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    GrumbleDook's Avatar
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    Article: Internet Safety Talking Point 2

  2. 2 Thanks to GrumbleDook:

    Ephelyon (29th August 2012), speckytecky (29th August 2012)

  3. #2

    Ephelyon's Avatar
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    The attitude embodied in today's quote is becoming more and more common among senior leaders, so it's nice to see some balanced sense on the topic!

    It's important to remember that the educational function is not the only one that technology is facilitating within a school - financial management, personnel management, site management anyone? Without those processes working correctly, you don't have a school at all! I've been called in by our Finance department before when something has gone wrong with the IT facilities because, in their own words, "we can't work". As in they actually cannot continue to carry out adequate financial management until the problem is resolved.

    Consider building architecture as an analogy. There is a house, say, which is kept upright by its foundations. The house represents a school, and inside the house there are many things going on, the most prominent of which is teaching and learning. But what are the foundations actually there to enable the continued existence of? Is it what's going on inside the house?

    No. It is the house itself, the "institution" of it as it were, without which there cannot be anything going on inside at all. A different house might represent a hospital, where what is most prominently going on inside is patient care. For that house, again, the foundations' job is largely the same. Just because the point of having the house there is so that things can be going on inside it, this does not mean that we manage the foundations of the house based solely on that principle. They do not equate.

    If you need to improve the drainage around your home's foundations, say, you're not doing it with any particular regard to what you intend to do with your time at home. It's about keeping the home itself there and undamaged. It is also this purpose that your organisation's IT facilities are ultimately facilitating.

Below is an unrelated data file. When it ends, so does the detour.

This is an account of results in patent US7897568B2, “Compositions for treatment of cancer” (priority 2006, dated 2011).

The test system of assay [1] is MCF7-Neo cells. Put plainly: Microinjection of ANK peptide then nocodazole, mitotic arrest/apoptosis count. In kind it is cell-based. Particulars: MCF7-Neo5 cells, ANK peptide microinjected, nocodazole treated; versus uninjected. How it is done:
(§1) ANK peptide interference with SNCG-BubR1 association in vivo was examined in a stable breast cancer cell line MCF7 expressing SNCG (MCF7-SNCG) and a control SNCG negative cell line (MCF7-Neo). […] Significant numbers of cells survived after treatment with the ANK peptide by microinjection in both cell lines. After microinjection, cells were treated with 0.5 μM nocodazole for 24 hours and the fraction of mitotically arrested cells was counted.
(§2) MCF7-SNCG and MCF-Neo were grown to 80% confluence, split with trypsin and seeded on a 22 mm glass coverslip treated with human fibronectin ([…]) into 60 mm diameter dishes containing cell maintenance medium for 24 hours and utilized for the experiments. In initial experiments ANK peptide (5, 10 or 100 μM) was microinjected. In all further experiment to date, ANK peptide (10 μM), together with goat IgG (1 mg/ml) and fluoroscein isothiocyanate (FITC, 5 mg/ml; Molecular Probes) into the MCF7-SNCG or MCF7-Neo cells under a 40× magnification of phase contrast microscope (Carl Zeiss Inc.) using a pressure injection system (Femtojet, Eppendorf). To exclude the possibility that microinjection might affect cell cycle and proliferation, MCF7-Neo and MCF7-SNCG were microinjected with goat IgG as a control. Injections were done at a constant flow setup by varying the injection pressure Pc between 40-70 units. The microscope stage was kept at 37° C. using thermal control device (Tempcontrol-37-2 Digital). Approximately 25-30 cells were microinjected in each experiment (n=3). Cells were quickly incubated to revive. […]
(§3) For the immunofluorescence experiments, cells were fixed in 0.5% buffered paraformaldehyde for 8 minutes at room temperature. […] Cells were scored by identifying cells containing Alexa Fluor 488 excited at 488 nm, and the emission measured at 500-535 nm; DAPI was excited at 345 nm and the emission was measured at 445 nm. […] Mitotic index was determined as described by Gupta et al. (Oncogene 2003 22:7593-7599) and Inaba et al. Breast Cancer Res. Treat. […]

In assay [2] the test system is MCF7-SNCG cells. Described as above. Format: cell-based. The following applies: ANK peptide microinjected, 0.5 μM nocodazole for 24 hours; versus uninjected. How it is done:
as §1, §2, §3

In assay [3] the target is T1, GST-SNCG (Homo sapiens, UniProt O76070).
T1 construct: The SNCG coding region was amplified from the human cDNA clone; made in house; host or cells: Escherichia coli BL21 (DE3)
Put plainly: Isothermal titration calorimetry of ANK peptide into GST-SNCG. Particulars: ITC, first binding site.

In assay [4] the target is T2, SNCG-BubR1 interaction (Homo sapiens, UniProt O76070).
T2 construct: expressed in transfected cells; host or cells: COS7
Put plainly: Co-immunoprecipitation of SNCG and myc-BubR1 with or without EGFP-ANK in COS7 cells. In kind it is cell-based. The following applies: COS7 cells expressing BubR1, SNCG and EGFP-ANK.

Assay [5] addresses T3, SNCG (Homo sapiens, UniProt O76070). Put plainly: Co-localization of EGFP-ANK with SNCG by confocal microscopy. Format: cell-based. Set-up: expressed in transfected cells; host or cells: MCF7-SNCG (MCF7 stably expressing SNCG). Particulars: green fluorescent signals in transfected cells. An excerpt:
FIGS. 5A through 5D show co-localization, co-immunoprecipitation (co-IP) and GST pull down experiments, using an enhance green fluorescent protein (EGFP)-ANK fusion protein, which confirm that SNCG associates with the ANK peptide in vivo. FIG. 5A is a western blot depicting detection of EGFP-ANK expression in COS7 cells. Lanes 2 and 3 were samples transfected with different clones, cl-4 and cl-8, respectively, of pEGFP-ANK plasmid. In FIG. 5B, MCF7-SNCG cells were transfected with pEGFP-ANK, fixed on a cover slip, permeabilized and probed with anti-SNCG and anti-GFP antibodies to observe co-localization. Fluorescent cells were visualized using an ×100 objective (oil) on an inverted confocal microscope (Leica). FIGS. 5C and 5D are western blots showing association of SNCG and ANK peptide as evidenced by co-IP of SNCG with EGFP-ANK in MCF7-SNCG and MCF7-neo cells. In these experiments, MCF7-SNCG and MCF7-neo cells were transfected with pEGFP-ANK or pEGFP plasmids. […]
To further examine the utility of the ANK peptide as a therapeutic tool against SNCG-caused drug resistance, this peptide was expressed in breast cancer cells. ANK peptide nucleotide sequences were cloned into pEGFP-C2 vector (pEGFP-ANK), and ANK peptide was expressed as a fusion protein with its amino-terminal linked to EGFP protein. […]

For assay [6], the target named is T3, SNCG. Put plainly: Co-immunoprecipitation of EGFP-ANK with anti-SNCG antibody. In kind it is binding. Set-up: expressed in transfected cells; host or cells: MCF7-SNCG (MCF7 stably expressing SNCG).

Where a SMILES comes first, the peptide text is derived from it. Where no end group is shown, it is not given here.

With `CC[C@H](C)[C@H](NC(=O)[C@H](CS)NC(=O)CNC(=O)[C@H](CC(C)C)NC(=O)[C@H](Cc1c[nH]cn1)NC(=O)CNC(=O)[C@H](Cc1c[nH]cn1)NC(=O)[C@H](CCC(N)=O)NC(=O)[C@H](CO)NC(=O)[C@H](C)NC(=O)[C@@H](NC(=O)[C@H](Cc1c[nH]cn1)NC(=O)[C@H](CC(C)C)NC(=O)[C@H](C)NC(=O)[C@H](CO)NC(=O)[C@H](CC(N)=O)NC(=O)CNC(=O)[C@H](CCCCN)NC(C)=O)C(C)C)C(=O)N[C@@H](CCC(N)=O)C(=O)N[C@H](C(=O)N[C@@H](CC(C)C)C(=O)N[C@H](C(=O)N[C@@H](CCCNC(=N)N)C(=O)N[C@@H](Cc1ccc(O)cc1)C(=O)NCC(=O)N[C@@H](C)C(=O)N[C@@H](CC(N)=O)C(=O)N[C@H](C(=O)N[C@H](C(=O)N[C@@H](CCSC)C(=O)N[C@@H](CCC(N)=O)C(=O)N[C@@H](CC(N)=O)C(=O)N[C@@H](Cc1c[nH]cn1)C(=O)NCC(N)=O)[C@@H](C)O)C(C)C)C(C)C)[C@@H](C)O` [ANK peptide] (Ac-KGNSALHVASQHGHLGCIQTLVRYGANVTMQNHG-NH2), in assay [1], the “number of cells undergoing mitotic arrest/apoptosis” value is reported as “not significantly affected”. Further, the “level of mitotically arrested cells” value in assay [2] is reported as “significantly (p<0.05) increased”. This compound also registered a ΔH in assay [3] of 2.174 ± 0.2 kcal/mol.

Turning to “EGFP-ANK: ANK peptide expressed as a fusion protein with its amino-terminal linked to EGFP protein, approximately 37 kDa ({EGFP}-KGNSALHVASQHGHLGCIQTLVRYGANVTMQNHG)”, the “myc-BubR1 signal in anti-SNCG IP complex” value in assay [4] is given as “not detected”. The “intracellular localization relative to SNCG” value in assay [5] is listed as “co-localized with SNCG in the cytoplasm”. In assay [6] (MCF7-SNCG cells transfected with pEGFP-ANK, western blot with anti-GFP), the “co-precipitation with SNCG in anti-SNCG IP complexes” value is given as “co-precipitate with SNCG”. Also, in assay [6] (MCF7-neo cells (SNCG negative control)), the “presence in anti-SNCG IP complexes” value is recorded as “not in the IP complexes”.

In this sense, then, sometimes an area of the foundations (in this case, the IT system) needs developing because it simply needs developing, in a very generic sense - this is often the case in IT because the underlying technologies are so generic themselves. Something might be out of date and will soon become unsupported by the manufacturer, perhaps. Or it could be on the real back-end, such as server virtualisation, where the industry as a whole is advancing and it may be perceived that not to keep up now could be costly in the future. Attempting to tie that particular development down to a specific teaching and learning requirement would be difficult and, in any case, unnecessary. No organisation is all about service delivery, whatever their advertising gumph might suggest, because they can't afford to be.

    This might go some way towards showing up the chicken-and-the-egg question that GrumbleDook puts so succinctly. Just as the pedagogy can be agnostic to the technology, the technology is generally agnostic to the pedagogy. Yes, technology is often created, adapted or advanced in response to user requirements, be they business needs, children's education, patient care or anything else. But IT innovation doesn't always work that way - some questions to consider:

    1) Did anyone in particular ask Linus Torvalds for the Linux operating system?
    2) Did anyone in particular ask Apple for the iPhone?
    3) Did anyone in particular ask Google for Google Docs?

    (I could be showing my ignorance here, but I've found no evidence to suggest that any of these three were created solely in response to a particular set of user requirements as presented.)